National Post: Torontonians Talking

A bid to get Torontonians talking to each other’, National Post
By Katherine Laidlaw

A Luminato exhibit opening tomorrow offers the visions of 11 Ontario College of Art and Design students who think they know how to get Torontonians talking to one another.

“We asked students to pick a neighbourhood they felt intimate with and find out what’s bothering people,” OCAD instructor Job Rutgers said of Icebreakers, a project from a third-year industrial design class and a design consulting firm, OpenCity Projects.

The group aims to bring the city some playful entertainment and cross communication barriers using music, images and stories:

Biosphere, The Path
Using floor tiles that react when stepped on, designer Joshua Sin’s idea turns Path destinations into international ones. The ground will emit animal and nature sounds, specific to areas like the Sahara Desert and the Arctic.

Throw Your Penny, Financial District
Jenny Soojung proposes a small box encouraging passersby to toss in their spare pennies to save for benches and trees in the Financial District. Once the money is raised, the bench or tree (or garden or sculpture) will appear in the box’s place.

Plong — Dundas West
Riku Rikala would turn a subway platform into an interactive game of Pong, with beams of light bouncing from one side of the platform to the other as riders jump on the subway platform.

Timelines, Trinity Square Park
Aaron Szymanski’s project chronicles the lives of the homeless through wall-mounted timeline vines in bright green, orange and purple. The timelines, embedded with audio speakers talking about the people’s connections to the park and their lives, also display photographs of their subjects.

Laundry Exchange, 222 Elm Place
Mihaela Kandeva unites residents of a culturally and generationally divided condominium by leaving unwanted pieces of clothing on hangars, scrawled with the items’ stories, free for the taking.

Active-eny, Bayview Village Shopping Centre
By weaving a massive, colourful Persian carpet with floor games like hopscotch, designer Haniyeh Khosravi Fard’s project encourages children to play on this shopping-mall centrepiece. Parents would sit nearby on water-filled benches that would certainly encourage strangers to get to know each other better by shifting and swaying into one another as they sit.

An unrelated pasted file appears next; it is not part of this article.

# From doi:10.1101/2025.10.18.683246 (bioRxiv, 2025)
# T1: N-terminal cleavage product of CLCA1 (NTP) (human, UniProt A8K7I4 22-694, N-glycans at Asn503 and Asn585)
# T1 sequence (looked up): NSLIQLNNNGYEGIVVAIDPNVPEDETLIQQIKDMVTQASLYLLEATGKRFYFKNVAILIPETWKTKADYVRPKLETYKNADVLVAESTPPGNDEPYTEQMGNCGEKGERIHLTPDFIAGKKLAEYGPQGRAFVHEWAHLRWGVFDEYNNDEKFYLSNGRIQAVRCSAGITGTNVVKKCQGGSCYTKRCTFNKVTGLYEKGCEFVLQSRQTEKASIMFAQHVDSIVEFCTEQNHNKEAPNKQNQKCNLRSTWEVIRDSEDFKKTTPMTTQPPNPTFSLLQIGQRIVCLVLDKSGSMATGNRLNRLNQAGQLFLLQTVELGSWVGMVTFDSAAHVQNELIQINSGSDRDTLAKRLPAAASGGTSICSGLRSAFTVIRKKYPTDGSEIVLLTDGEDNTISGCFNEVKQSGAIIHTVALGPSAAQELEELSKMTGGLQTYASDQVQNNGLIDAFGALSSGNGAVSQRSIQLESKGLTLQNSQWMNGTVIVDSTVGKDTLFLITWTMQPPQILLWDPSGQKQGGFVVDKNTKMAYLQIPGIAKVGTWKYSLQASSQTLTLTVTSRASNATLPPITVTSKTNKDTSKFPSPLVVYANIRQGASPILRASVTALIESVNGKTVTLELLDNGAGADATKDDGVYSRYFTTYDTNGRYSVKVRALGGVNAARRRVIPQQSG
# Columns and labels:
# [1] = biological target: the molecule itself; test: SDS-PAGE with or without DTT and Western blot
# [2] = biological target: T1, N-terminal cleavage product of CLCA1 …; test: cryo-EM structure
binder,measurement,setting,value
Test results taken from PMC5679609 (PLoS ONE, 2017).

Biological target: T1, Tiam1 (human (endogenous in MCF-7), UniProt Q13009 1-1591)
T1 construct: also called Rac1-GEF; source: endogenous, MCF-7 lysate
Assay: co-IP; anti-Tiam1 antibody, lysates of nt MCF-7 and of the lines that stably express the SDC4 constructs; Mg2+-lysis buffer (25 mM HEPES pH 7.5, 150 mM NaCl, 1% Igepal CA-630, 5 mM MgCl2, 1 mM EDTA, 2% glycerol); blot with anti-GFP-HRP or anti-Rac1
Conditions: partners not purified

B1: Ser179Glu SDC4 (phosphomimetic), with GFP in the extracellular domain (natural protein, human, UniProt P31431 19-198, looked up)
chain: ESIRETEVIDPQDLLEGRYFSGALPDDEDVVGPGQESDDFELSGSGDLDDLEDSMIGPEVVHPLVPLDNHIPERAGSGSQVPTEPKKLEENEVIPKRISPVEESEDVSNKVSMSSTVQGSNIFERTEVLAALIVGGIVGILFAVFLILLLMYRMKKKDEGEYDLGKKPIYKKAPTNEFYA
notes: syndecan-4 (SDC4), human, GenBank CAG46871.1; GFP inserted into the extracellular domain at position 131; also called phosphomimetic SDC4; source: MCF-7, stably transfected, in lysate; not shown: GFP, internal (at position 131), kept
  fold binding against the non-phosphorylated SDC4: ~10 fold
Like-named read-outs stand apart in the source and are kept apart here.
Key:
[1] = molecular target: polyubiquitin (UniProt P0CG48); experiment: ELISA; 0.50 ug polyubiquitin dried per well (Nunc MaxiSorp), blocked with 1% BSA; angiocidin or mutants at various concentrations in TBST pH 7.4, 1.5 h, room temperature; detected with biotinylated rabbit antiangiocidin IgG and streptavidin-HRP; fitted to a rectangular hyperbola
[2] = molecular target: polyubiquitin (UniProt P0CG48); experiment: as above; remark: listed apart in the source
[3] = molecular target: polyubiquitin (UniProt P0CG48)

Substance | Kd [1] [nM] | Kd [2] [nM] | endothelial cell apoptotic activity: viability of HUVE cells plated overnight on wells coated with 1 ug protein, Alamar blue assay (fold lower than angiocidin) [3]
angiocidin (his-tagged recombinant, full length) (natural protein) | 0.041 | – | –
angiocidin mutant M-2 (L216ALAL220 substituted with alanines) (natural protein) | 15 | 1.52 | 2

Big Green Heart, Dundas and St. Patrick
Big Green Heart threatens to give condominium dwellers a green thumb by taking slices of orphaned land around condo buildings and building greenhouses on them. Paul Chang’s greenhouse design bears resemblance to the Libeskind-designed ROM Crystal, but the greenhouses would give highrise residents some much-needed natural surroundings.

Musical Interlude, Allan Gardens
Elaine Macaranas would add four instruments, a piano walkway, a fence harp, a set of fountain drums and music bars to Allan Gardens park.

Becoming Bloorcourt Village
By displaying murals by local students on empty storefront windows and asking pedestrians to discuss their neighbourhood on the accompanying chalkboards, Howard Munroe hopes to collect a wish list of ideas from area residents.

The Toronto Dragon Project
Mike Cameron spoke to Kensington Market and Chinatown students about what a dragon means to them, as a way to cross cultural boundaries. Art created through workshops would be displayed in public places to get residents chatting about all things dragon.

Junction Box — TTC Shelter
Calvin Lee proposes turning a bus shelter into an interactive touchscreen where Bluetooth-bearing residents and riders can access information about local restaurants, events and music, or add their own thoughts, pictures or videos to the screen’s database.

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